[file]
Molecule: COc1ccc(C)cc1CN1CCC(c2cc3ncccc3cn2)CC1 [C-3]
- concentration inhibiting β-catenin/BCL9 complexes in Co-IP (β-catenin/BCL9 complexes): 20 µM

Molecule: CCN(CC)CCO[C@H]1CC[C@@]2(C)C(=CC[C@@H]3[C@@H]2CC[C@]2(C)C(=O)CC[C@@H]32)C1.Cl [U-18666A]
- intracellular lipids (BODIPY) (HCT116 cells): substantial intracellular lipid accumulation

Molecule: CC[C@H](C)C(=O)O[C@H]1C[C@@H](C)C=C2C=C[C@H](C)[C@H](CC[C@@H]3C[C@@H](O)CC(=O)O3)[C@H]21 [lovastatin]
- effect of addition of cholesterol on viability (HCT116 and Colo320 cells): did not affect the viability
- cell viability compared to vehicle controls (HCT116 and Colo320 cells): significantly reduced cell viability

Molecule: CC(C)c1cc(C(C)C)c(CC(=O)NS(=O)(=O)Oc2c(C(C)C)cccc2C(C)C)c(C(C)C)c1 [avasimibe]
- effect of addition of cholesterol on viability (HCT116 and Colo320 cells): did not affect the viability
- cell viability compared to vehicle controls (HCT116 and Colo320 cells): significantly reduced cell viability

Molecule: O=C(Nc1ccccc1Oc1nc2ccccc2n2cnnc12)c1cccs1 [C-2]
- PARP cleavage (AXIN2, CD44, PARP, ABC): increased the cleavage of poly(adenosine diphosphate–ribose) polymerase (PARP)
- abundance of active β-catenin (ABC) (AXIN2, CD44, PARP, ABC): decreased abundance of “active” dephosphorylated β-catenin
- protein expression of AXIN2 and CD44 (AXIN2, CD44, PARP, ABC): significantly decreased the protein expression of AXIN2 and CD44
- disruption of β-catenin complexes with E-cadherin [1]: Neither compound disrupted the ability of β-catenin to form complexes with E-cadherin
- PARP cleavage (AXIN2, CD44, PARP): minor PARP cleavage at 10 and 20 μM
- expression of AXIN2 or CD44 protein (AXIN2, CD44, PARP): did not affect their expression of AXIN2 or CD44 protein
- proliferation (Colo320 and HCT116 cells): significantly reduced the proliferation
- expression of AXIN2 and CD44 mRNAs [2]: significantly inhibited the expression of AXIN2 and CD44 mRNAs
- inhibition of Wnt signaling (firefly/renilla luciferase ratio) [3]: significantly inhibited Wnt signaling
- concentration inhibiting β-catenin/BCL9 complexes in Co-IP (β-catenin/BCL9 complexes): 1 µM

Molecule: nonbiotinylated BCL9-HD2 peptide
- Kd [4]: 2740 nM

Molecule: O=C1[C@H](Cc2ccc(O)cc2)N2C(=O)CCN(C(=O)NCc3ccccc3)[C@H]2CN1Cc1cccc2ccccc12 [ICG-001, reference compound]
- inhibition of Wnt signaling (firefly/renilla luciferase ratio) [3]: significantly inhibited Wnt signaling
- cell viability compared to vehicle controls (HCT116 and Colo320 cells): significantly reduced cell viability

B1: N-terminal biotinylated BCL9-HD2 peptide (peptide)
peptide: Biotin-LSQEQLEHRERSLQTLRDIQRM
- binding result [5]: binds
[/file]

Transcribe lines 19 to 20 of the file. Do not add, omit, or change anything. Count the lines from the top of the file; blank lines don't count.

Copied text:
- expression of AXIN2 and CD44 mRNAs [2]: significantly inhibited the expression of AXIN2 and CD44 mRNAs
- inhibition of Wnt signaling (firefly/renilla luciferase ratio) [3]: significantly inhibited Wnt signaling